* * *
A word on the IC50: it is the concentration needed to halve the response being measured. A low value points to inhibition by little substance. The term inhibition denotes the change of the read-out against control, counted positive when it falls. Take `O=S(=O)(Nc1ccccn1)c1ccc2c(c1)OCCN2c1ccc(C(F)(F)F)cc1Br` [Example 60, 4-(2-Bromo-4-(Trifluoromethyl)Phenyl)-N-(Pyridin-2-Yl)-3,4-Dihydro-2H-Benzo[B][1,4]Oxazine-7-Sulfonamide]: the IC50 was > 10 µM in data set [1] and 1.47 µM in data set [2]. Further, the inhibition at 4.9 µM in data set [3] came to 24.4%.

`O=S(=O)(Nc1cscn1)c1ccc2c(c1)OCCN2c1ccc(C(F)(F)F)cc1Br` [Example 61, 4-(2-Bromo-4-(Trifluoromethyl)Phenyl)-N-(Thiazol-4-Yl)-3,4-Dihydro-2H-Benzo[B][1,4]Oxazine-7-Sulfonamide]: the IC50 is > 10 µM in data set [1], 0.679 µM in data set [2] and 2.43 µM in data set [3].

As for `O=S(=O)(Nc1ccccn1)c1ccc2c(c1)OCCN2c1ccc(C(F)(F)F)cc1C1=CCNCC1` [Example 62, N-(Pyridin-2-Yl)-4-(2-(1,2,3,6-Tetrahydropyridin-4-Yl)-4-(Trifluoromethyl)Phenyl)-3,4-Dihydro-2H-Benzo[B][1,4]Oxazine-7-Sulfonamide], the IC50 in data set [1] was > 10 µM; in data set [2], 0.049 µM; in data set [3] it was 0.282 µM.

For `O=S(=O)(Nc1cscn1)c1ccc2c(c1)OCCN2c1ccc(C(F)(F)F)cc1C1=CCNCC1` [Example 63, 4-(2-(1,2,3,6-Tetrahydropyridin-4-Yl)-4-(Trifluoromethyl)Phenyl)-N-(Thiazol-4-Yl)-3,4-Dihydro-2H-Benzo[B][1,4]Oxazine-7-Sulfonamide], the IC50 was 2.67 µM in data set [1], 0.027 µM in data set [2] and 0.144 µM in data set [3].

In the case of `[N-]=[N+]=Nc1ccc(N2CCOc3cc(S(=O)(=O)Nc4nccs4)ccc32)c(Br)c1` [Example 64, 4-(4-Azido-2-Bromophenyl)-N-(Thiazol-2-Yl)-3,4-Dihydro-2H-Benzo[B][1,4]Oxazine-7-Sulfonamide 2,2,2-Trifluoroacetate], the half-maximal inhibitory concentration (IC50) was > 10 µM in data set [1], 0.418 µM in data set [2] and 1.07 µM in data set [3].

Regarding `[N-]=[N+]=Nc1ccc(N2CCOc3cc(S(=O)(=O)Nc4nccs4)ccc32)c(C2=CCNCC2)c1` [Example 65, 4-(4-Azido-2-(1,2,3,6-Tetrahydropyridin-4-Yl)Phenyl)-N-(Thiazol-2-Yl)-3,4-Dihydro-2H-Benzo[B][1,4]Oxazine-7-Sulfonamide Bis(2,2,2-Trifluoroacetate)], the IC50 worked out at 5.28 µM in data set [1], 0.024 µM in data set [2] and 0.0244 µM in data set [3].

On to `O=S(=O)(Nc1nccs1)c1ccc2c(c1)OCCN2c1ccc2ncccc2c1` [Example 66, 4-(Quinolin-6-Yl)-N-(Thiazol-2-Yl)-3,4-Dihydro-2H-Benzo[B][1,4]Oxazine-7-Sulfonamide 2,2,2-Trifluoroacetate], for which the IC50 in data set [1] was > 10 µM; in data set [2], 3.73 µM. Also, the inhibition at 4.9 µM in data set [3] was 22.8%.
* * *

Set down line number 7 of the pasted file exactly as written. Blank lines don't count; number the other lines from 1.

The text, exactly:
On to `O=S(=O)(Nc1nccs1)c1ccc2c(c1)OCCN2c1ccc2ncccc2c1` [Example 66, 4-(Quinolin-6-Yl)-N-(Thiazol-2-Yl)-3,4-Dihydro-2H-Benzo[B][1,4]Oxazine-7-Sulfonamide 2,2,2-Trifluoroacetate], for which the IC50 in data set [1] was > 10 µM; in data set [2], 3.73 µM. Also, the inhibition at 4.9 µM in data set [3] was 22.8%.